The continued flow of commerce and naval movement in the South China Sea is vital for India. It handles around 55% of India’s trade with the Indo-Pacific region. Sustaining regional peace and stability is, thus, crucial for India. To counterbalance China’s ambitious Belt and Road Initiative (BRI) effort, India must leverage its geographical advantage, increasing its naval profile, ASEAN collaboration, and heritage of goodwill.
China and numerous other Governments have competing land and marine sovereignty claims in the South China Sea. Despite the Permanent Court of Arbitration in The Hague rejecting China’s claims of historical “exclusive control” over the sea, they persist. Many non-claimant states, like India, want the South China Sea to remain open as international seas.
Being the second busiest sea lane in the world, the South China Sea carries around one-third of global shipping (nearly $3 trillion). It has increased the trade and economic relations with various East Asian states as well as the Pacific region. Control of this sea route would benefit a single country economically and militarily. As a result, this area can be used to win control over the rest of Asia. Among China’s opponents are the Philippines, Vietnam, Brunei, Malaysia, and Taiwan.
The “nine-dash line” claims most of the South China Sea for China. The loop encircles various islands from China to Malaysia and Singapore, including the Spratly and Paracel chains.
With increasing political, military, and economic dominance, Beijing will undoubtedly utilise it to pursue its own interests to the detriment of other nations. China uses a delaying strategy, in which a state maintains its claims over the contested area, without providing concessions or deploying force to consolidate its claims while preventing other states from doing likewise. The passage of time strengthens a state’s claim under international law if it holds contested land as part of a delaying strategy. Achieving better relations with neighbouring states trumped the contested maritime rights and islands in the South China Sea. Mao ordered the transfer of the disputed Bailongwei (White Dragon Tail) Island to North Vietnam in 1957 to boost Sino-North Vietnamese relations. It’s unlikely, but it’s possible. For example, China may resist any regional counterbalancing coalition led by the USA. Affected countries may expect China to make some concessions to mend relations.
Despite not being physically located in the South China Sea region, India is strongly involved with numerous littoral states in the region due to geoeconomic and geopolitical interests. India considers the South China Sea to be its “extended neighbourhood” and has reached out to its neighbours.
A Chinese assessment puts the South China Sea’s oil reserves at 130 billion barrels, second only to the reserves of Saudi Arabia. To expand long-term cooperation in the oil sector, India’s state-run explorer, Oil and Natural Gas Corporation (ONGC) signed a letter of intent with Petro Vietnam on September 15, 2014. ONGC Videsh Limited (OVL) entered Vietnam in 1988 with Block 06.1. The government also granted two exploration blocks to the corporation in 2006. Block 127, being unprofitable, was abandoned, although the other block is still being investigated and closely correlates to the current Chinese escalation area.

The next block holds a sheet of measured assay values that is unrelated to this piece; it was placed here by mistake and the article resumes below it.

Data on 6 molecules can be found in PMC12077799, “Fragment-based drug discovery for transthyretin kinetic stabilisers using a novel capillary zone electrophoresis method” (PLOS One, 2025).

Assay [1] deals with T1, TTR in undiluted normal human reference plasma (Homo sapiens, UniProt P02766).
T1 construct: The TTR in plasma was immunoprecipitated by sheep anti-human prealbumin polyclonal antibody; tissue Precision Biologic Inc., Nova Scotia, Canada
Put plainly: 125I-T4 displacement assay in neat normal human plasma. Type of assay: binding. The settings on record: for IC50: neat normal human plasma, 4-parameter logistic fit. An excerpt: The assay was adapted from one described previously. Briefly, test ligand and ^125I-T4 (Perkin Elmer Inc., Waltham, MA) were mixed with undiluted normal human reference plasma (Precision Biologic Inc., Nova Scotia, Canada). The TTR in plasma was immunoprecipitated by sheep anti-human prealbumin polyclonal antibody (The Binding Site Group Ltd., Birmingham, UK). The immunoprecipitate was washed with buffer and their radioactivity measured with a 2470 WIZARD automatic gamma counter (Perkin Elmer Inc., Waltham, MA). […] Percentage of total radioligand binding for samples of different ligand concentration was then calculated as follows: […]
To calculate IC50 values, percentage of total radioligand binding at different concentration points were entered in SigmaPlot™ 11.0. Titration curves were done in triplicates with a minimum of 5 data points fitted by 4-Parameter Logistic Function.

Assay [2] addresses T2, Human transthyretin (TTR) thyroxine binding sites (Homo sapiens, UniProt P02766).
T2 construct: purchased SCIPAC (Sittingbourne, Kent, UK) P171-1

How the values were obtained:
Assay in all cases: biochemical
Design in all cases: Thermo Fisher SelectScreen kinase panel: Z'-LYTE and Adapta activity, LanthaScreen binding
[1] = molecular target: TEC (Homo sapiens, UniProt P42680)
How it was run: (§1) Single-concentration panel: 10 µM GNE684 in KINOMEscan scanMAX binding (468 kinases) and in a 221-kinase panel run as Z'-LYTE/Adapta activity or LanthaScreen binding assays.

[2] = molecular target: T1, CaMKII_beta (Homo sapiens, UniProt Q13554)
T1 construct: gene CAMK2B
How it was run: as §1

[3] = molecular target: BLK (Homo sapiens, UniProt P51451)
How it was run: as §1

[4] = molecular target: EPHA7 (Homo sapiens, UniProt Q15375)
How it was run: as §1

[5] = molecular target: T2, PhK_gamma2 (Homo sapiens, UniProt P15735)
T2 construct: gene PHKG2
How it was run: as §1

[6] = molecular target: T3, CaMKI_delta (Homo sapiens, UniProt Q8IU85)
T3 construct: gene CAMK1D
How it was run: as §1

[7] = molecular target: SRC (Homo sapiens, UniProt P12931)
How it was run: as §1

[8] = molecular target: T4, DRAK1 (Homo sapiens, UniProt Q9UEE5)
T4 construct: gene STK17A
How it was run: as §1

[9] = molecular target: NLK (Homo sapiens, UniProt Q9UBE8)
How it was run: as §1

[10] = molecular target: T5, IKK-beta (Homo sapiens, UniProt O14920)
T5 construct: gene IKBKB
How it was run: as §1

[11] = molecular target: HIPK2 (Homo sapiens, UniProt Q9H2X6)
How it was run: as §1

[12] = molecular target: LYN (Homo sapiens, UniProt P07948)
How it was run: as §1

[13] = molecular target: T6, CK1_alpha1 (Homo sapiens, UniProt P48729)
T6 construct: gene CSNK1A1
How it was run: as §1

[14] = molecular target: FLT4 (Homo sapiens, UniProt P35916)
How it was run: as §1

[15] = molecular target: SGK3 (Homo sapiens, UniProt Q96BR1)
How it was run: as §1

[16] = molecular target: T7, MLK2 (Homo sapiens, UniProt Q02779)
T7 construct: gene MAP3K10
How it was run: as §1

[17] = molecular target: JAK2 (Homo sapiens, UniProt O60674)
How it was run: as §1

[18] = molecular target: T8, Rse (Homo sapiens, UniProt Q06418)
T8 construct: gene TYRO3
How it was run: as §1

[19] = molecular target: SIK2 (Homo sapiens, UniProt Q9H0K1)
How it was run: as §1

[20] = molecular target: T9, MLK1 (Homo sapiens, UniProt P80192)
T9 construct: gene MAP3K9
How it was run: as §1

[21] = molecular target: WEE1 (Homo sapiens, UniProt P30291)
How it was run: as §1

The continued flow of commerce and naval movement in the South China Sea is vital for India. It handles around 55% of India’s trade with the Indo-Pacific region. Thus, sustaining regional peace and stability is crucial for India.
The South China Sea connects the Indian and Pacific Oceans. As India’s maritime cooperation with the US and Australia grew, the importance of Indo-Pacific region increased. The Indian Navy now joins the US and Japanese navies in the Western Pacific. As a result, India needs secure access to the South China Sea. India needs unhindered passage via the South China Sea to reach the Western Pacific.
To counterbalance China’s ambitious Belt and Road Initiative (BRI) effort, India must leverage its geographical advantage, increasing its naval profile, ASEAN collaboration, and heritage of goodwill. This is the rationale for India’s response to the South China Sea issue. India hopes to impede China’s ambitions in the South China Sea by creating a cooperative security alliance that complements ASEAN’s indirect balancing of China. With its weight behind countries, like Vietnam, which are embroiled in a dispute with Beijing over overlapping claims to sovereignty in the South China Sea, India’s “Look East Policy” (LEP) and “Act East Policy” (AEP) compliment India’s strategy of containing Chinese footprints in its “extended neighbourhood.” The Look East Policy (LEP) and Act East Policy (AEP) have helped strengthen India-ASEAN ties. It has also paved the way for India’s growing involvement and responsibilities in Indo-Pacific affairs.
India, the US, Australia, and Japan hosted the inaugural virtual Quadrilateral Security Dialogue (Quad) summit early this year, where they vowed to cooperate on cybersecurity and maritime challenges. Logical constructivism tempered by critical, practical geopolitical imperatives would be best suited to India.
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About the author
Neeraj Singh Manhas is a Director, Indo-Pacific, at Raisina House, New Delhi. He has authored three books under his name and has various research interests covering India-China in the Indian Ocean, India's maritime securities, and Indo-Pacific studies.